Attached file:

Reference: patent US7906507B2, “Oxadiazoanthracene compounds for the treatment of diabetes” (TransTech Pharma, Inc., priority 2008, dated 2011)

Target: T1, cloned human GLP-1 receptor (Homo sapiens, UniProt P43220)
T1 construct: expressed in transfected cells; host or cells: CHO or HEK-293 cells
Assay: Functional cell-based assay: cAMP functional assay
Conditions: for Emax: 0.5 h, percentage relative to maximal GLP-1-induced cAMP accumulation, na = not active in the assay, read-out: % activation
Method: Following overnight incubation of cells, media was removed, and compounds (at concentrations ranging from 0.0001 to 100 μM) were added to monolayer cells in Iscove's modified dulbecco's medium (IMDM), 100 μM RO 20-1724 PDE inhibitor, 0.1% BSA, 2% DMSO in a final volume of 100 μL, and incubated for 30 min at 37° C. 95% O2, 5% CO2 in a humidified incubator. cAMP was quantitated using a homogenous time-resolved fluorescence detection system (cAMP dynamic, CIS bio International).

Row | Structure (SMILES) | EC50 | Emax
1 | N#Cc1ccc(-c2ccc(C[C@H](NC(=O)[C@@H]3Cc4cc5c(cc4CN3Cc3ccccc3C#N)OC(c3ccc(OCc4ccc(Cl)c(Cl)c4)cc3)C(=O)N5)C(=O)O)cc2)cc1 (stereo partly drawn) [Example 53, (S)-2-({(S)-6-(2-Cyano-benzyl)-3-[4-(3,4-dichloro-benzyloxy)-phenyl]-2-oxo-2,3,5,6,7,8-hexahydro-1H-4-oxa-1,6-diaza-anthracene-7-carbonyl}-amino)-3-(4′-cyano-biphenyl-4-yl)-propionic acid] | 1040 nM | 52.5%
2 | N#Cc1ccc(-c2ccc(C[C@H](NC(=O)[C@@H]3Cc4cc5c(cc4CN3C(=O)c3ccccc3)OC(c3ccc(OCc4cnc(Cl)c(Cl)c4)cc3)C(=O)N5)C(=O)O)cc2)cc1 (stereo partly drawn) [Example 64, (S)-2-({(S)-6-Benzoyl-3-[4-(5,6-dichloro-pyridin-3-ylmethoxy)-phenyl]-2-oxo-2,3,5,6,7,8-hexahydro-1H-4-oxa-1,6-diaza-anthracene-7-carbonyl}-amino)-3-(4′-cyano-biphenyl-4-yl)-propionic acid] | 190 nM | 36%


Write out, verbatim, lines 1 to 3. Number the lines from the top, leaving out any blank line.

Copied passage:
Reference: patent US7906507B2, “Oxadiazoanthracene compounds for the treatment of diabetes” (TransTech Pharma, Inc., priority 2008, dated 2011)

Target: T1, cloned human GLP-1 receptor (Homo sapiens, UniProt P43220)
T1 construct: expressed in transfected cells; host or cells: CHO or HEK-293 cells